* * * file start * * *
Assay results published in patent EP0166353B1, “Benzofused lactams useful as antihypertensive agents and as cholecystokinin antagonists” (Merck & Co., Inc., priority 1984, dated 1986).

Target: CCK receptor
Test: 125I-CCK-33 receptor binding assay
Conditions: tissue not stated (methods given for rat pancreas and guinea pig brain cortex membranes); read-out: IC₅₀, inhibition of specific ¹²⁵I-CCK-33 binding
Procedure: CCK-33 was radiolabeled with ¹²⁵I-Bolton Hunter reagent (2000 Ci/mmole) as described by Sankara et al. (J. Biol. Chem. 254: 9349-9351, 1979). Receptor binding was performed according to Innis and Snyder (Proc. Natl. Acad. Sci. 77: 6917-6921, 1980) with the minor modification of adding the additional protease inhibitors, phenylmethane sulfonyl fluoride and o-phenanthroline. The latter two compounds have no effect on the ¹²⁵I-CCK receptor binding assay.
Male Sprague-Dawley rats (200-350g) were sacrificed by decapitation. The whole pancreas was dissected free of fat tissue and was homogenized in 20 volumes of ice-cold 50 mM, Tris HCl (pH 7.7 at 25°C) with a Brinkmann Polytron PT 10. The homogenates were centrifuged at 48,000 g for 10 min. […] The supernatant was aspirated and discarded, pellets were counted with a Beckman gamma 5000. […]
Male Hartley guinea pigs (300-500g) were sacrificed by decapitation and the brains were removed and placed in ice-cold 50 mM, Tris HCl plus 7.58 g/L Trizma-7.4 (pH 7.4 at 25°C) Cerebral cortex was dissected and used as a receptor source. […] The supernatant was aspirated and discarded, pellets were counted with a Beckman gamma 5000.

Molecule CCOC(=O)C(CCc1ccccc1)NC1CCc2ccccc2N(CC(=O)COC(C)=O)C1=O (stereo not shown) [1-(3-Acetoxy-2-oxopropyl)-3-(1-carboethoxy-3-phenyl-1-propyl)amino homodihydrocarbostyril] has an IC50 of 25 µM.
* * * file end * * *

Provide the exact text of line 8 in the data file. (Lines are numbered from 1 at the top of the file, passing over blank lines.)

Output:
Molecule CCOC(=O)C(CCc1ccccc1)NC1CCc2ccccc2N(CC(=O)COC(C)=O)C1=O (stereo not shown) [1-(3-Acetoxy-2-oxopropyl)-3-(1-carboethoxy-3-phenyl-1-propyl)amino homodihydrocarbostyril] has an IC50 of 25 µM.